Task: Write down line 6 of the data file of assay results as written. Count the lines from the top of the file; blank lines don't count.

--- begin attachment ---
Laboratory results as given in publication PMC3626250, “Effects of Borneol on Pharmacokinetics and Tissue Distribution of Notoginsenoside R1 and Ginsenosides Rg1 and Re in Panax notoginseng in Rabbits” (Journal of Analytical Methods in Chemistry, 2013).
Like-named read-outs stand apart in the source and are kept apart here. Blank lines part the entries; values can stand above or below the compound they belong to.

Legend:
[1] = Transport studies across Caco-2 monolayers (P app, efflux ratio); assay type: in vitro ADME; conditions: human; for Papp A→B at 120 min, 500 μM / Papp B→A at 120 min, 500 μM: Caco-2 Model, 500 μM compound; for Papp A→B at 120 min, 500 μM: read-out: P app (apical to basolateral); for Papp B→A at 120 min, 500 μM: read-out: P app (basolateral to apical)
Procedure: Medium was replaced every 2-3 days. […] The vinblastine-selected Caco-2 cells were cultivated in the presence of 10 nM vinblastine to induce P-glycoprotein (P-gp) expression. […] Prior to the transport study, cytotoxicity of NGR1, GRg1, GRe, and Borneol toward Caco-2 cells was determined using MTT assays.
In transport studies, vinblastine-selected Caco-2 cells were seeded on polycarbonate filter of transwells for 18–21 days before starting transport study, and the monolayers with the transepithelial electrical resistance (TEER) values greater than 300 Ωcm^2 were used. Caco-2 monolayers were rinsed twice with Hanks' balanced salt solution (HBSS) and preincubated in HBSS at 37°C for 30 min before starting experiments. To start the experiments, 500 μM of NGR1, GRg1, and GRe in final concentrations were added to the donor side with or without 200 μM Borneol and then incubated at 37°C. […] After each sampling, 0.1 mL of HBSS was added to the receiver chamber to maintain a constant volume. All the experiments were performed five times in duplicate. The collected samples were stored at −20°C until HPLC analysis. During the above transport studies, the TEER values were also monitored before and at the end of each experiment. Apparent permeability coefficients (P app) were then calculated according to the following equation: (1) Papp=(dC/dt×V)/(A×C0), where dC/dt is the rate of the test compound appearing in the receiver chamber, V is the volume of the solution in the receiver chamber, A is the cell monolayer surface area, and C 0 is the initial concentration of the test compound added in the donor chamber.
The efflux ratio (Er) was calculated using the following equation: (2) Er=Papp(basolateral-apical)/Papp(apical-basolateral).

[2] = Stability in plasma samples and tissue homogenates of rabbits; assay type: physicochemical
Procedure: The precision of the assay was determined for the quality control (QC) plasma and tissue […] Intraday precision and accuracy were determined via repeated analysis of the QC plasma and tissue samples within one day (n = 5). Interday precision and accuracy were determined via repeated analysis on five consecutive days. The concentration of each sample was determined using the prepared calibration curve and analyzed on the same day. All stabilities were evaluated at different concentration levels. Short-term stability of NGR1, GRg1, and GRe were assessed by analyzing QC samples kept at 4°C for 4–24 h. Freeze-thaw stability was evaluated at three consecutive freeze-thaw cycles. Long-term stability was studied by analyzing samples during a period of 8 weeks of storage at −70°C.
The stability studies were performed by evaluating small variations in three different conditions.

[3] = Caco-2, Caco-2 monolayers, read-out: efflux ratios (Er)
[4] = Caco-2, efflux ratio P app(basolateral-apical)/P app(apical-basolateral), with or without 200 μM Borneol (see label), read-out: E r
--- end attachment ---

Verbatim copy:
In transport studies, vinblastine-selected Caco-2 cells were seeded on polycarbonate filter of transwells for 18–21 days before starting transport study, and the monolayers with the transepithelial electrical resistance (TEER) values greater than 300 Ωcm^2 were used. Caco-2 monolayers were rinsed twice with Hanks' balanced salt solution (HBSS) and preincubated in HBSS at 37°C for 30 min before starting experiments. To start the experiments, 500 μM of NGR1, GRg1, and GRe in final concentrations were added to the donor side with or without 200 μM Borneol and then incubated at 37°C. […] After each sampling, 0.1 mL of HBSS was added to the receiver chamber to maintain a constant volume. All the experiments were performed five times in duplicate. The collected samples were stored at −20°C until HPLC analysis. During the above transport studies, the TEER values were also monitored before and at the end of each experiment. Apparent permeability coefficients (P app) were then calculated according to the following equation: (1) Papp=(dC/dt×V)/(A×C0), where dC/dt is the rate of the test compound appearing in the receiver chamber, V is the volume of the solution in the receiver chamber, A is the cell monolayer surface area, and C 0 is the initial concentration of the test compound added in the donor chamber.